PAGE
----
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The following are methods I currently have in an Abstract DAO class. If there are concurrent calls, are they safe as they are or should synchronization be used? I know synchronization should be used if there is a reference to an attribute outside the scope of a method but it's unclear to me how should things be handled with an outside ressource.

public Connection getConnection() {
    // Call to singleton handling JDBC stuff
    return Database.getInstance().getCon();

public boolean isConnectionAvailable(){     
    if( getConnection() != null ){
        return true;

    return false;

public PreparedStatement getPreparedStatement( String sqlStatement ){
    Connection connection = getConnection();
    PreparedStatement pS = null;

    if( connection != null ){
        try {
            pS = connection.prepareStatement( sqlStatement );
        } catch (SQLException e) {
            return null;

    return pS;

Edit: I might reformulate this question to include information on writing DAOs as it's what's important here.

share|improve this question
do not do not do not do not use singletons for database connection access – matt b Aug 17 '10 at 20:42
I often hear that. But what is the alternative when you're working with plain Java? – James Poulson Aug 17 '10 at 21:07
up vote 12 down vote accepted

I don't agree with this implementation at all.

First, DAOs should be given their connection information by the services that own units of work and transactions.

Second, I don't see an interface.

Third, I don't see model or domain objects.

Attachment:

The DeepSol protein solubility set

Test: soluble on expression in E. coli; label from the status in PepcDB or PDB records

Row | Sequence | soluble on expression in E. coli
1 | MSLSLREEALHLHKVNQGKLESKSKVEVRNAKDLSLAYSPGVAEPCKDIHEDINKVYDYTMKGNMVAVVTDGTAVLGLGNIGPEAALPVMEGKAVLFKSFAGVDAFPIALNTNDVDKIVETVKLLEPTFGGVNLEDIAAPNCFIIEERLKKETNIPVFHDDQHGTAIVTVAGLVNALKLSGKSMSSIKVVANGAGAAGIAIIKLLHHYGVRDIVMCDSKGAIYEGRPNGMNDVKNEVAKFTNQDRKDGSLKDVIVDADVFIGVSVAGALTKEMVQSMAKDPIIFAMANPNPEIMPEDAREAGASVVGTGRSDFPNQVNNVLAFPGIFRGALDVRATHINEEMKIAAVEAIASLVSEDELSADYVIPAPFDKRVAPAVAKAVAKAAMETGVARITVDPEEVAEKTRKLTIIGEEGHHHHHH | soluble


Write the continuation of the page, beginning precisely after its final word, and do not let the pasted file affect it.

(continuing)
Fourth, prepared statements should only be part of the internal implementation. If they're leaking out of your DAO, you're doing it wrong.

Fifth, passing a prepared statement out of the object makes responsibility for closing it and cleaning up far less clear. Your DAO will die a resource leak death in no time.

Here's an interface for a generic DAO. You'll notice that it's all CRUD operations, with no mention of connnections or any interfaces from java.sql package:

package persistence;

import java.util.List;

public interface GenericDao<T, K extends Serializable>
    T find(K id);
    List<T> find();
    List<T> find(T example);
    List<T> find(String queryName, String [] paramNames, Object [] bindValues);

    K save(T instance);
    void update(T instance);
    void delete(T instance);

You can go a long way with this. It's a better abstraction. The T is your business object type, and K is the primary key.

share|improve this answer
Spring has a decent DAO framework: – Dave Aug 17 '10 at 20:28
More than decent. This is the model to follow. – duffymo Aug 17 '10 at 20:32
Thanks for the answer duffymo. I have to admit that I am struggling a bit as I've been asked to not use a framework such as Spring. if you have an example that could be used as a template, it would be more than welcome :) . – James Poulson Aug 17 '10 at 20:54
@James: that is really unfortunate, I have a hard time understanding the motivation behind requests like that (that you not use a framework). Spring in particular has been a huge time-saver for me. – Nathan Hughes Aug 18 '10 at 13:17

If getCon() returns a new Connection each time it is called, or returns a ThreadLocal connection, then you are safe and there is no need to use synchronized

If you return the same connection to everyone you might still save in terms of synchronization, because there is no state in the connection that gets changed (in your current code). But you should avoid this practice. Consider a connection pool instead.

And a few notes on general design principles. DAOs form a separate layer. Each layer exists for a reason, not juts for the sake of having cool names. The DAO layer exists in order to abstract, or in other words - hide the database access from the services that use the DAO objects. In order to imagine it more clearly - the DAO has to be written in a way that if tomorrow you decide to switch from RDBMD storage (via JDBC) to XML storage, you should be able to do that by changing only the DAO objects and nothing else.

share|improve this answer